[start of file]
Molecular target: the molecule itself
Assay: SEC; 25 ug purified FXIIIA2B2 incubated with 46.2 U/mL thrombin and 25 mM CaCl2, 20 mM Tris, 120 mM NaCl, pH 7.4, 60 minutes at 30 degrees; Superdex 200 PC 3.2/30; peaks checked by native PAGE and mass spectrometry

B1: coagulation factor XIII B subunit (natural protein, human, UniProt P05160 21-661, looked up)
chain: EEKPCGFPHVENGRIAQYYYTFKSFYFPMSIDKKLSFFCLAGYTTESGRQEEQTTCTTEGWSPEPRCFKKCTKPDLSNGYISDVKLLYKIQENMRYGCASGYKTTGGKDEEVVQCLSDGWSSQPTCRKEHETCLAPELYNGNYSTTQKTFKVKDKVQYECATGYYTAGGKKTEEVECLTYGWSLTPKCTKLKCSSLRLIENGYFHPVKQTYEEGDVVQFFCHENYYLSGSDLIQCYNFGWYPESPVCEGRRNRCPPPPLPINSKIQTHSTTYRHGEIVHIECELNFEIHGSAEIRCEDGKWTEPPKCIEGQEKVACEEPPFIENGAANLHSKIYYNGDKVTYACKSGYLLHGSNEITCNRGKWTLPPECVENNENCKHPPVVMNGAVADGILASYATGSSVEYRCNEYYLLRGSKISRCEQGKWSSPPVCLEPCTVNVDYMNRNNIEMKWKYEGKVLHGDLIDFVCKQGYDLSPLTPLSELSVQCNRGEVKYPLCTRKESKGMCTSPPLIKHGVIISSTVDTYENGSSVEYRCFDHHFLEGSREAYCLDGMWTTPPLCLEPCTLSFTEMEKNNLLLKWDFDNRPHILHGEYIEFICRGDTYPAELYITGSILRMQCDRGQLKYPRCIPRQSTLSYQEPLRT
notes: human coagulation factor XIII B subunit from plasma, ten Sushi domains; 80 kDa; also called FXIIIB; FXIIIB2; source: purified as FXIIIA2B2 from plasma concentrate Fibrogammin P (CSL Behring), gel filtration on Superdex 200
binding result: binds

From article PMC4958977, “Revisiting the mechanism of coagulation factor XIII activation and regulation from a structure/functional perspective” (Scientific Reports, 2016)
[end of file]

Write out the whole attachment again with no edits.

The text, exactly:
Molecular target: the molecule itself
Assay: SEC; 25 ug purified FXIIIA2B2 incubated with 46.2 U/mL thrombin and 25 mM CaCl2, 20 mM Tris, 120 mM NaCl, pH 7.4, 60 minutes at 30 degrees; Superdex 200 PC 3.2/30; peaks checked by native PAGE and mass spectrometry

B1: coagulation factor XIII B subunit (natural protein, human, UniProt P05160 21-661, looked up)
chain: EEKPCGFPHVENGRIAQYYYTFKSFYFPMSIDKKLSFFCLAGYTTESGRQEEQTTCTTEGWSPEPRCFKKCTKPDLSNGYISDVKLLYKIQENMRYGCASGYKTTGGKDEEVVQCLSDGWSSQPTCRKEHETCLAPELYNGNYSTTQKTFKVKDKVQYECATGYYTAGGKKTEEVECLTYGWSLTPKCTKLKCSSLRLIENGYFHPVKQTYEEGDVVQFFCHENYYLSGSDLIQCYNFGWYPESPVCEGRRNRCPPPPLPINSKIQTHSTTYRHGEIVHIECELNFEIHGSAEIRCEDGKWTEPPKCIEGQEKVACEEPPFIENGAANLHSKIYYNGDKVTYACKSGYLLHGSNEITCNRGKWTLPPECVENNENCKHPPVVMNGAVADGILASYATGSSVEYRCNEYYLLRGSKISRCEQGKWSSPPVCLEPCTVNVDYMNRNNIEMKWKYEGKVLHGDLIDFVCKQGYDLSPLTPLSELSVQCNRGEVKYPLCTRKESKGMCTSPPLIKHGVIISSTVDTYENGSSVEYRCFDHHFLEGSREAYCLDGMWTTPPLCLEPCTLSFTEMEKNNLLLKWDFDNRPHILHGEYIEFICRGDTYPAELYITGSILRMQCDRGQLKYPRCIPRQSTLSYQEPLRT
notes: human coagulation factor XIII B subunit from plasma, ten Sushi domains; 80 kDa; also called FXIIIB; FXIIIB2; source: purified as FXIIIA2B2 from plasma concentrate Fibrogammin P (CSL Behring), gel filtration on Superdex 200
binding result: binds

From article PMC4958977, “Revisiting the mechanism of coagulation factor XIII activation and regulation from a structure/functional perspective” (Scientific Reports, 2016)